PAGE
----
I wish I could share in Daly’s optimism, but I do not. Not because I do not find his analysis of this–as well as many other–strands of the argument persuasive; on the contrary, I do, and like Adam Webb says in his consideration of the book, I am fully supportive of Daly’s proposals. But Adam also touches on what I think to be the crucial issue. He observes that “plural sovereignty is grounded on a telos,” and that if we want to make subsidiarity into something more than Michael Walzer’s (admirable from the communitarian point of view, but limited insofar as the Christian one goes) “spheres of justice,” then we must have a “more rigorous–and universal–underlying view of human purpose, human dignity, and the practices that secure them.” We must, in other worlds, be able to collectively conceive of an end for welfare, or else doing justice for the poor will be indistinguishable from endlessly providing them with one or another different egalitarian program. Let me be clear: I think that many of those egalitarian programs are valuable, and usually are much better–when it comes to keeping families and neighborhoods intact–than nothing. But on their own they will only incidentally provide space for the development of truly democratic communities, of communities of capable, responsible, active, compassionate citizens and human beings…and sometimes, tragically, will become, as Daly notes in his critique of the welfare state, an active obstacle to such. What is needed is for the state to become, as Daly’s title puts it, a “Caring State”….and for the state to care, it must believe in something. It needs a civil religion–and certainly a more robust one that the United States has at present.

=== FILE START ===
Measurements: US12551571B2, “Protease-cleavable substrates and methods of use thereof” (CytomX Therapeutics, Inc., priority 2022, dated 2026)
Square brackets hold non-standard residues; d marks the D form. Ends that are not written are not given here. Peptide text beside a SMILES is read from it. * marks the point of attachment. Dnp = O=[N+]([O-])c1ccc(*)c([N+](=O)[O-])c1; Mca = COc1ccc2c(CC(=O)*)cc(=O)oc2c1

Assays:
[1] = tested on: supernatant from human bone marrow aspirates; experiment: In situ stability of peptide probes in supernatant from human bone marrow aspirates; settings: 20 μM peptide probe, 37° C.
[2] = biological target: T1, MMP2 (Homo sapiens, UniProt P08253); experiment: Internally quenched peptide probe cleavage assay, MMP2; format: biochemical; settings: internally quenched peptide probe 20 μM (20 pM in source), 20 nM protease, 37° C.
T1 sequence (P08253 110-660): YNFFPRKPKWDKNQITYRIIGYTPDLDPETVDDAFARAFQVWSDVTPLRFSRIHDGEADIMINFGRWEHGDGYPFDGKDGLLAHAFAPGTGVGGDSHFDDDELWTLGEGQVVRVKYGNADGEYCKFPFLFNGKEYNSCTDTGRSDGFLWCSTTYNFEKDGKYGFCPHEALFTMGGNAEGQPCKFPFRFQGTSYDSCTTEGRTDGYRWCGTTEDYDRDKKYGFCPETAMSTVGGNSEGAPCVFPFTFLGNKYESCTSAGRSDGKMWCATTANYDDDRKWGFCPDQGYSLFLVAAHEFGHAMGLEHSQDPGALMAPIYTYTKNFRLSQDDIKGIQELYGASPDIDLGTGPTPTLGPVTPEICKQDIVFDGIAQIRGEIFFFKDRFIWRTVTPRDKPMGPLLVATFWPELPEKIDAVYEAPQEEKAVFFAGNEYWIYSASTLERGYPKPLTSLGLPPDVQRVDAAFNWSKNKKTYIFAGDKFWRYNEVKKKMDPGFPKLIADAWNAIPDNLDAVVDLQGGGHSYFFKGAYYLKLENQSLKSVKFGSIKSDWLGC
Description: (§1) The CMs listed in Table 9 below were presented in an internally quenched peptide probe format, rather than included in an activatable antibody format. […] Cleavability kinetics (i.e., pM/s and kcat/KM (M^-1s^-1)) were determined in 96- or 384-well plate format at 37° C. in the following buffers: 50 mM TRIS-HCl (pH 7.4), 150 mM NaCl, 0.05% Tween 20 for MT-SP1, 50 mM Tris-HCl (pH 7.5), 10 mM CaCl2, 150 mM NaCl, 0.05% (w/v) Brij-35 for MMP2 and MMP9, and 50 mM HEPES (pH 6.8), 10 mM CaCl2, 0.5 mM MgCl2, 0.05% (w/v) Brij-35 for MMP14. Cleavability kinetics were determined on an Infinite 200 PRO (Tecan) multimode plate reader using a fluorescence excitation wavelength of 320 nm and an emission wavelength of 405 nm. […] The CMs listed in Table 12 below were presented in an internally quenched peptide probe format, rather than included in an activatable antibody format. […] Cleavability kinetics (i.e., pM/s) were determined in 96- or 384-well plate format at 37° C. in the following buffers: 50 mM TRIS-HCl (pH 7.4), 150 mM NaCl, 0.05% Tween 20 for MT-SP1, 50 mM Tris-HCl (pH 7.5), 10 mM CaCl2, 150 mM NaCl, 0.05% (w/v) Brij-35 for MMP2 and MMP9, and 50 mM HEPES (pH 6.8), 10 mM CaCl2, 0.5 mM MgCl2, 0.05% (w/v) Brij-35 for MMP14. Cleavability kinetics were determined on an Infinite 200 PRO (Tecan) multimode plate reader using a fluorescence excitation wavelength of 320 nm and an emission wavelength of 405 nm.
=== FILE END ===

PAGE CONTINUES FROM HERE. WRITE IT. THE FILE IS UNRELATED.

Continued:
Most of those who take the idea of civil religion at all seriously in our hyper-pluralistic and individualistic age probably already agree that America’s civil religion, to the extent that it has one, has been tainted by a Christianity Lite, or “Moralistic Therapeutic Deism,” as some prefer to call it. I’m on record as believing that, to whatever extent such a self-regarding, non-judgmental, atheological civil religion has captivated the country, that…well, there could be worse fates. A civil religion which is tolerant, pragmatic, open-minded, decent, and merciful, is to be much preferred over one that is none of those things. But that is a civil religion too well-suited to our meritocratic age; it has no real notion of suffering or sacrifice, and hence has no need of grace. If your religion–or at least your concept of the moral norms of the civil order–lacks a notion of grace, it therefore also lacks a notion of gifts; all it can say is that some people are lucky, not that some people are blessed. And with that slips away the notion of a blessed–or, as Martin Luther King preferred, a “beloved”–community, one in which the members’ feeling for and service towards one another reflects something larger, adds up to something larger. The simple principles of social justice and welfare without the teleological notions of adding up and gifting and blessing which the concepts of subsidiarity and “sphere sovereignty” (Catholic and Kuyperian terms, respectively) introduce can never fulfill their own–often unstated, and these days perhaps mostly forgotten–aspirations. It also makes them an easy target for libertarian-minded Christians, who wish to reject the aims of welfare entirely, or prefer to piously speak of freeing the churches to handle social welfare, without giving any thought to the pluralistic reality which–at least insofar as Daly thinks and hopes–faith-based initiatives hint at. But with America’s current civil religion, such hints will not be enough.